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Guvnor no more: Is this the end of a disco era?

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Revellers at the 2012 All White Party at Club Guvnor in Kampala. Photo | Michael Kakumirizi

Back in the day, First Street, Industrial Area, used to be punctuated with hangout places. Guvnor (Ange Noir), Club Silk, BJ’s Irish Pub, and Club Obligato offered limitless options to patrons. Currently, only Guvnor is still standing. But only just thanks to, among other social factors, the mushrooming of new and trendy residential suburbs. Tucked in the aforesaid suburbs are clubs whose free entry tag is particularly attractive to the Gen Z and millennial generations.

Once upon a time, places like First Street were the reason Kampala was christened East Africa’s entertainment capital. The Ugandan capital’s vibrant nightlife made it a magnet for nightclubs such as Tropicana 110, Club Clouds, Echoes, Pulsations, Levels Lounge, Mevek Lounge, The Garage, Gabz Bar and Lounge, and Luxe, among others.

That most of these hangout places are now spoken of in the past tense tells its own story. On May 17, management of Club Guvnor made clear that the pull was set to be pulled on the nightclub’s popular Saturday Night operations. A notice from management said “the club shall, however, remain available for hire on Saturdays for: private parties/events/concerts/product launches/presentations.”

Uganda’s premium nightclub will also remain officially open on Fridays for Friday Night Live with Afrigo Band (every last Friday of the month); Oldies Night, playing all the hits from the 70’s, 80’s, 90’s and the year 2000 (every first Friday of the month); Guvnor FriYAY with Aka Dope Band (every second Friday of the month); and Guvnor FriYAY with Afro Fusion Night (every third Friday of the month).


Heady days

Located on 1st Street Industrial Area, Jinja Road in Kampala, Guvnor, established by Charlie Lubega, a little over 25 years ago, is arguably Uganda’s swankiest nightclub. It boasts of four bars, four independent sections, top of the range sound, and a fully equipped ambulance, among others. Its DJs, who spin the best old music and the latest club bangers, include DJ Wasswa, DJ Mark Rebel, MC Moseso, DJ Pito, DJ Brian, DJ Lynda Ddane, DJ Meddie Kayz, DJ Fem, DJ Ivan, and DJ Jose.

“As the curtains fall on [Saturday Night Fever] @GuvnorUganda, a somber shadow blankets the memories of vibrant Saturday nights that once filled its walls with music, laughter, and joy,” actor and director John Segawa posted on X (formerly Twitter) immediately after the nightclub made the announcement.

“The echoes of revelry now fade into silence, leaving behind a void that special bookings can never truly fill. A chapter closes, carrying with it the collective heartbeat of a community that found solace and connection within those hallowed halls,” Ssegawa lamented.

During its glory days, the nightclub was busy on Tuesdays, Wednesdays, Thursdays, Fridays and Saturdays. Mr James Wasula, Afrigo Band’s CEO and director, told Saturday Monitor that recent developments shouldn’t come as “a surprise…because every village in Kampala has a live band that performs free shows.”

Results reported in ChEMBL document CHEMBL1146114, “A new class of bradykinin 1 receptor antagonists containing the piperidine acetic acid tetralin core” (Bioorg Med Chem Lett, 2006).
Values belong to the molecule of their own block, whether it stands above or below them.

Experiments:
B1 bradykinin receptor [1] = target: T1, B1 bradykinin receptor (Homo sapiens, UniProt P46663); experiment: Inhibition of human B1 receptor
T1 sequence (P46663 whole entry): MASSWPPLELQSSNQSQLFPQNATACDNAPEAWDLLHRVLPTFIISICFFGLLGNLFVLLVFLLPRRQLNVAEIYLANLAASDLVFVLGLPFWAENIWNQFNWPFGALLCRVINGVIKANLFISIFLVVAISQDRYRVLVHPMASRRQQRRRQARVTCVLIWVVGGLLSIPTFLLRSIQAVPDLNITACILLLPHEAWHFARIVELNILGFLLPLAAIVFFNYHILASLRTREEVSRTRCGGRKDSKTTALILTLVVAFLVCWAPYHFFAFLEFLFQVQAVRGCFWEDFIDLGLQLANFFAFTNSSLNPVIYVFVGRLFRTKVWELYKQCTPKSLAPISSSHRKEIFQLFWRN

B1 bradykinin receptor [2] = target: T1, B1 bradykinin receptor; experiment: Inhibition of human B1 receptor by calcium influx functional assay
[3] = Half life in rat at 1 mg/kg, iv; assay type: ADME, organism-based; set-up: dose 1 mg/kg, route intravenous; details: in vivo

In the past, he reminisces, “we used to have fewer places to go to.” He lists Club Obligato, Ange Noir, and Club Silk. Nowadays, he further observes, “every village has an entertainment place and actually some villages have two places to go to, and there are no entry fees so as long as you buy a drink, you are home and dry.”

This is in part why Afrigo Band stopped performing at Club Obligato. Money was hard to come by, Mr Wasula confirms. He says it makes no sense to stay put at a place that has few patrons.

“We as Afrigo Band are now up for hire,” Wasula he discloses.

Mr Philip Luswata, an actor and playwright of renown, says while Guvnor’s decision has left him “in disbelief”, the warning signs had always been there for all to see.

“These iconic places of entertainment existed when they did because there was a sizeable population living in the city centre,” he reasons, adding, “These days, all the residential units on Dewinton Road and Buganda Road in Nakasero and Kololo, among others in Kampala, are either offices or broken down for rebuilding.”


Lost glory

Mr Luswata is also not in doubt about nightclubs losing their lustre along the way. There was a time, he recalls, when going to nightclubs was “touristic.” They kept “mutating” both in look and offerings.“

“When you went alone, you could dance the hours away while looking mesmerised, but then at one time it turned into a lounge where people booked seats as opposed to dance spaces,” Luswata notes.

James Kayemba, a 55-year-old businessman, says during the heyday of city-based hangouts Chez Joseph was his cup of tea. It was closely followed by “Tropicana, Clouds...and the discos.”

“I strongly believe the biggest contributing factor was Covid-19 and the attendant restrictions that drove people into alternative joints for solace and they ended up getting stuck there,” Mr Kayemba tells Saturday Monitor.

This is a point that Rugiirwa Katatumba, the chairman of the Bar, Club and Entertainment Owners Association Uganda, shares.

“Very many bars and nightclubs closed during and after the Covid-19 lockdown. More than 40 percent of bars have closed during and after Covid-19 lockdown. The entertainment and bar industry hasn’t been the same since,” Mr Katatumba said in an interview.